Bone loss is the result of periodontal disease, which is an inflammatory disease that affects the soft and hard structures that support the teeth. People with diabetes are more likely to have periodontal disease than people without diabetes. In fact, periodontal disease is often considered a complication of diabetes. Those people who don't have their diabetes under control are especially at risk. In order to control the progression of periodontal disease, you may want to work with your doctor in getting your
diabetes under control.
Non-surgical treatments such as scaling and root planing, localized antibiotic and laser treatment are typically used to treat early stage of periodontal disease. For more advanced periodontal disease, regenerative procedures are often used for treatment. During this procedure, your periodontist folds back the gum tissue and removes the disease-causing bacteria. Membranes, bone grafts or tissue-stimulating proteins can be used to encourage your body's natural ability to regenerate bone and tissue. With a combination of daily oral hygiene and professional maintenance care, you will have an increased chance to combat periodontal disease.
Please let me know if you have further questions.
Kathleen Young, DDS
I first must apologize for my late reply to your question, but I have been sick for the past couple of days.
Now, on to your question. There are two types of bone in your jaw. The first type is called cancellous bone. This is the type
of bone that makes up your jaw and is never lost. The second type of bone is called alveolar bone, and the sole function of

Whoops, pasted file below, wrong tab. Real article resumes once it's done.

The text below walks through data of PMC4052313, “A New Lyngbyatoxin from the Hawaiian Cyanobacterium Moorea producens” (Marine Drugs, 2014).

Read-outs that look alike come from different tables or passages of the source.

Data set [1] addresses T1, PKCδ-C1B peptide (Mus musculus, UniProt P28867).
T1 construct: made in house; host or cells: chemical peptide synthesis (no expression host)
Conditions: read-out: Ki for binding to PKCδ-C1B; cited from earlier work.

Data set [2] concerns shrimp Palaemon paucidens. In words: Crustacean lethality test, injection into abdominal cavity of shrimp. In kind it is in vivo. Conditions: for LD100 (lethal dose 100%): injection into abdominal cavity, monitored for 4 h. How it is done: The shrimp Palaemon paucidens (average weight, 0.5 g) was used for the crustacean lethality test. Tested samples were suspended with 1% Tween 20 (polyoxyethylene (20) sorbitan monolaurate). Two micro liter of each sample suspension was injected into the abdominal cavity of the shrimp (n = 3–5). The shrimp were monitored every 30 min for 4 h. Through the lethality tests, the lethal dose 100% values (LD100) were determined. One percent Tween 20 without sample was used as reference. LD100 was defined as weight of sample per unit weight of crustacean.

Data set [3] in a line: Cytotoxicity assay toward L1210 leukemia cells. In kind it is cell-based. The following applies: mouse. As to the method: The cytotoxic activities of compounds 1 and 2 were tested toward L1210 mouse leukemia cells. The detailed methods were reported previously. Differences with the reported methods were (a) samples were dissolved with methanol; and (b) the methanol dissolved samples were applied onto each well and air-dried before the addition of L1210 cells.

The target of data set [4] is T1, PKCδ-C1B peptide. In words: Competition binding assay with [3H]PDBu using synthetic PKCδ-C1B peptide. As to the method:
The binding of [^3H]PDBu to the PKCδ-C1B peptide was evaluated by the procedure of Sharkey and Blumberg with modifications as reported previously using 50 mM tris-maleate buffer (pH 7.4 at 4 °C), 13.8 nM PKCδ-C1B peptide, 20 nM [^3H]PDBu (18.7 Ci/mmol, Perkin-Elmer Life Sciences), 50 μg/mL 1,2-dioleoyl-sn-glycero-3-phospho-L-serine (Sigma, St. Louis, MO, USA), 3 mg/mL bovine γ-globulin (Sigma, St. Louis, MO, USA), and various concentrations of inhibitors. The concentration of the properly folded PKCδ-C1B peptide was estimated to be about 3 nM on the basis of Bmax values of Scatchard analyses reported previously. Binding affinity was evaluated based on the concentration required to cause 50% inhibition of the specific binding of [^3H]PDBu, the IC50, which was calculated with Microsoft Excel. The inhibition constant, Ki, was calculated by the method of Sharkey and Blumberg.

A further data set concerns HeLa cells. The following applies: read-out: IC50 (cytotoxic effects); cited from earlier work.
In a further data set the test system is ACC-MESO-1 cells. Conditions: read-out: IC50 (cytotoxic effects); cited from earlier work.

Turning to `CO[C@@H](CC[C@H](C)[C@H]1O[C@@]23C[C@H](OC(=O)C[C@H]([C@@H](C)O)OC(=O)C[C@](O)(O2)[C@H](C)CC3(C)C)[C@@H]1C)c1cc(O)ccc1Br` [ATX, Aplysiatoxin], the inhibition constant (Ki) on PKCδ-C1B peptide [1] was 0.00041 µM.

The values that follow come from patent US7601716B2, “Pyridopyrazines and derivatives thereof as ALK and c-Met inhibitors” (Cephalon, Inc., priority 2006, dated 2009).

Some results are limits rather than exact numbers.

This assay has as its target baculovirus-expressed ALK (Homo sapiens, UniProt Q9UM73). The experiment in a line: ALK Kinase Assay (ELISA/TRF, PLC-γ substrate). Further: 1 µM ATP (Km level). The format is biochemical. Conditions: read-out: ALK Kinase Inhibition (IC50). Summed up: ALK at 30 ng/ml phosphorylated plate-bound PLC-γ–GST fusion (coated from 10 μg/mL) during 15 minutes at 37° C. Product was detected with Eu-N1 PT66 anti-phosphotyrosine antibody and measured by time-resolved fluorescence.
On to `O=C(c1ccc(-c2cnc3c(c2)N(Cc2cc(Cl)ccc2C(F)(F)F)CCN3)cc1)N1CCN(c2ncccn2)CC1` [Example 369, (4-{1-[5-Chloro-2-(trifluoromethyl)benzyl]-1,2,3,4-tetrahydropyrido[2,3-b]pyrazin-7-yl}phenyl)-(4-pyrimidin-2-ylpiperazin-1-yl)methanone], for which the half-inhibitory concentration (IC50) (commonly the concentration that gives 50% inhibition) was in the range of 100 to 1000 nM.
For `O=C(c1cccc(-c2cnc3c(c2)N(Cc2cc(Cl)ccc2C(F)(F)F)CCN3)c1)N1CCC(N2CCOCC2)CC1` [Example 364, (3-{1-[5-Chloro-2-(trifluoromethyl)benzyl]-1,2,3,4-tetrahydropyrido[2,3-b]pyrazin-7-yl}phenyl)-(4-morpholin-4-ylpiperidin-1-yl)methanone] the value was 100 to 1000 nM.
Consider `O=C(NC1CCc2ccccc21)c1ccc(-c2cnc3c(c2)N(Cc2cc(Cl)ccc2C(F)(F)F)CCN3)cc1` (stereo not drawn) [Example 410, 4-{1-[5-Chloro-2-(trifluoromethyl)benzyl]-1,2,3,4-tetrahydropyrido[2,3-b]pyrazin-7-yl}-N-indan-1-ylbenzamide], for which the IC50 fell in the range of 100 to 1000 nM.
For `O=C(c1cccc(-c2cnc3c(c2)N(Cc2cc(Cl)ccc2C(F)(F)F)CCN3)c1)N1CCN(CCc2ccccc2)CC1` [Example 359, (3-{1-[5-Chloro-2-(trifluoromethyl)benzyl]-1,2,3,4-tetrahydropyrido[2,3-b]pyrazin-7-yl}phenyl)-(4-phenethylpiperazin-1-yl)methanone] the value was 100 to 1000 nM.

this type of bone is to hold in your teeth. Once you lose your teeth you also lose your alveolar bone. This is the type of bone
that is affected when we talk about periodontal disease, or what is also referred to as bone loss.
There are many factors that can cause bone loss, getting older is definitely one of them, as well as certain diseases such as
diabetes, which you stated you had. However, the number one reason for bone loss is attributed to either poor or improper
oral hygiene. This will lead to the accumulation of plaque which is colonies of bacteria, and if left long enough will become
hard and bond to the teeth and gums, and this is known as tarter. If left on the teeth or gums, these colonies of bacteria
will begin to eat away at the alveolar bone, and in advanced cases can lead to tooth loss.
General bone loss is irreversible, however by doing a general cleaning followed by a deep cleaning at the next visit, which is
when the patient is anesthisized, in order that we may go underneath the gums as far as possible with our instruments and clean
out all the tarter that has built up underneath the gums. The patient must then be instructed on proper oral hygiene to be done at home.
The patient must also be aware that unless he does his part at home, what the doctor does in the office will not be successful.
The last phase of treatment should be that the patient returns at least every 3-4 months for a regular cleaning, so that the plaque and
tarter is continually removed before it can do damage.
I hope I have helped.
Hope this helps.
MJ Waroich, DDS